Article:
Nevada Chancellor Won’t Face Disciplinary Action
Klaich Cleared of Allegations He Whitewashed Community College Report
CARSON CITY, Nev. (AP) — Nevada higher education leaders opted not to discipline Chancellor Dan Klaich over accusations that he whitewashed an outside consultant’s report, a decision they arrived at after an investigator cleared Klaich of wrongdoing and top-ranking elected officials came to his defense.
The Nevada Board of Regents voted to accept the conclusions of hired investigator and labor attorney Stephen Hirschfeld, who said he didn’t believe Klaich violated ethical standards when he requested a consultant make changes to a draft report about community college governance.
The exchanges were documented in emails obtained by the Las Vegas Review- Journal through a public records request.
“This situation could’ve been handled differently,”‘ Klaich said at the meeting in Reno, vowing to be “more disciplined, more professional” in his email correspondence.
He also expressed regret that “a shadow was cast” over the process of restructuring the state’s community college system.
The controversy stems from a report that Nevada System of Higher Education officials commissioned last year for $10,000 while state lawmakers considered a restructuring.
Emails show Klaich was troubled by the first draft of the report and thought it was overly negative, so he asked the authors, the National Center for Higher Education Management, to rework it.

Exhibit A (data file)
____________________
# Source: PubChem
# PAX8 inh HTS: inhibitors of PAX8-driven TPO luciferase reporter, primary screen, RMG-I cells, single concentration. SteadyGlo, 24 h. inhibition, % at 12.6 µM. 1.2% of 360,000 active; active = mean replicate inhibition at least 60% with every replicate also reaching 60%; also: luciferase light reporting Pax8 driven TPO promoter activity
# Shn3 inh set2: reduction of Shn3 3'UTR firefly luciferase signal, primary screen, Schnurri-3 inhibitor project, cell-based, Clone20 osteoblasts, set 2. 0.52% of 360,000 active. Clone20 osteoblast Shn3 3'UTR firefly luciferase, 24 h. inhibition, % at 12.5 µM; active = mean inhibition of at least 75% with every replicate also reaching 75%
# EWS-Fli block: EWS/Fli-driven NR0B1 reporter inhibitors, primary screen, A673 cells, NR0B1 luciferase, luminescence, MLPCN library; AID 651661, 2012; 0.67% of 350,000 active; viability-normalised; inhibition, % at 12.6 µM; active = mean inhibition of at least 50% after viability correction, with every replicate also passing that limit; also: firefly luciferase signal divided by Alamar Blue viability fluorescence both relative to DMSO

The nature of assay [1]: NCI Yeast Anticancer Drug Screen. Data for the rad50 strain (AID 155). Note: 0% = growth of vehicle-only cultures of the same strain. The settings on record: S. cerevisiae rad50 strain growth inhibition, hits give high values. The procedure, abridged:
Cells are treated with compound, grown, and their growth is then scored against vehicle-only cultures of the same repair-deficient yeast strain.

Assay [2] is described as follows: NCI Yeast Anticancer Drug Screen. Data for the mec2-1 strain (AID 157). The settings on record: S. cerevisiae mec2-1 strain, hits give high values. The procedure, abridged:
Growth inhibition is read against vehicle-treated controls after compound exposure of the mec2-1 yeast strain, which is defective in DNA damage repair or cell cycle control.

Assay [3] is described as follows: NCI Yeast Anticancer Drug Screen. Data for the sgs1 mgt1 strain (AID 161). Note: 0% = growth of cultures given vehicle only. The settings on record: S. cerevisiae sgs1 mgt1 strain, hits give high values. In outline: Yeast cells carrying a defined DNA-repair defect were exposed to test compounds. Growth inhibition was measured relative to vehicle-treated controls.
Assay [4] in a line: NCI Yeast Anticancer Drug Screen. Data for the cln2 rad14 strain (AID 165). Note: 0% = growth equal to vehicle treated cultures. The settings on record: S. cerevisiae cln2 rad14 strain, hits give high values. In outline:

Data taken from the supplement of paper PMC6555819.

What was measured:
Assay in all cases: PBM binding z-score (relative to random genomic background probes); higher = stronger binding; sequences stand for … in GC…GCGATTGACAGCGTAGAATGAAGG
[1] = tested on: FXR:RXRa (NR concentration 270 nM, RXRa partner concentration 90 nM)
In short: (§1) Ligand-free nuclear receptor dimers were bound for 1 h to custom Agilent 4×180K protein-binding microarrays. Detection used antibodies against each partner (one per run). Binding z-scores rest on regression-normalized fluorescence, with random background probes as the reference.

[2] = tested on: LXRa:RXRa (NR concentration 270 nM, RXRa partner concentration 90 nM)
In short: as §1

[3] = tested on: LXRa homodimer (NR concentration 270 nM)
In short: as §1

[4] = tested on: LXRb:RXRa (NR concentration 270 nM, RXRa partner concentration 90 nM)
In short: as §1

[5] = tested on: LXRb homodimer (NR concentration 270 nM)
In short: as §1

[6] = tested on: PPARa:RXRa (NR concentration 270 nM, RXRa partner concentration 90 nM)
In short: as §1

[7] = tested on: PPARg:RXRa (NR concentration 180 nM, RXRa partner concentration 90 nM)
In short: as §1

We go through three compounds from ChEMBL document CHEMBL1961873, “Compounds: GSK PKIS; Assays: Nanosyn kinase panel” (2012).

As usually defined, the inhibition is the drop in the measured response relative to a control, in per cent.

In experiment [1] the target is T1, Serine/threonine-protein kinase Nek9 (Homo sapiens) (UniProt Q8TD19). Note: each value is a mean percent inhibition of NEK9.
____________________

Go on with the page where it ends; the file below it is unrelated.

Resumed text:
The report was finalized after the lawmakers concluded their work and was ultimately not presented to the legislative committee, although Klaich said the detailed document was useful in implementing the suggestions lawmakers made.
After the report and emails came to light, regents hired Hirschfeld to investigate whether Klaich acted inappropriately by not widely distributing the report and by requesting changes.
Hirschfeld came up with an 11-page report, released Aug. 31, that concluded Klaich did not improperly pressure report authors to change their work. He said the edited final draft maintained the same recommendations as the first, and he thought the $10,000 fee was appropriate.
Hirschfeld’s investigation has cost the system $57,500, according to the Las Vegas Sun.
During discussions, regents suggested that board members get more involved in decisions about commissioning reports. Regent Trevor Hayes said Nevada System of Higher Education officials were too thinskinned and had overreacted to the tone of the initial draft.
“We need to change the culture and embrace criticism rather than be so insulted,” Hayes said.
The board — and a litany of powerful Nevada business and political officials — were overwhelmingly positive toward Klaich. Gov. Brian Sandoval submitted a letter saying Klaich performed his work admirably, and Senate Minority Leader Harry Reid wrote that he was “proud to call Dan Klaich my friend.”
Regent James Dean Leavitt declared, “The chancellor is guilty — of caring too much.”
Even Klaich’s wife of 42 years spoke at the meeting, testifying about her husband’s work ethic and telling him she loved him.
Regent Mark Doubrava suggested the board needed to reconsider how much power it delegates to the chancellor, and it should be more forthcoming about its work with consultants. “The taxpayers are watching us, so with those consultant reports, there has to be more transparency,” he said.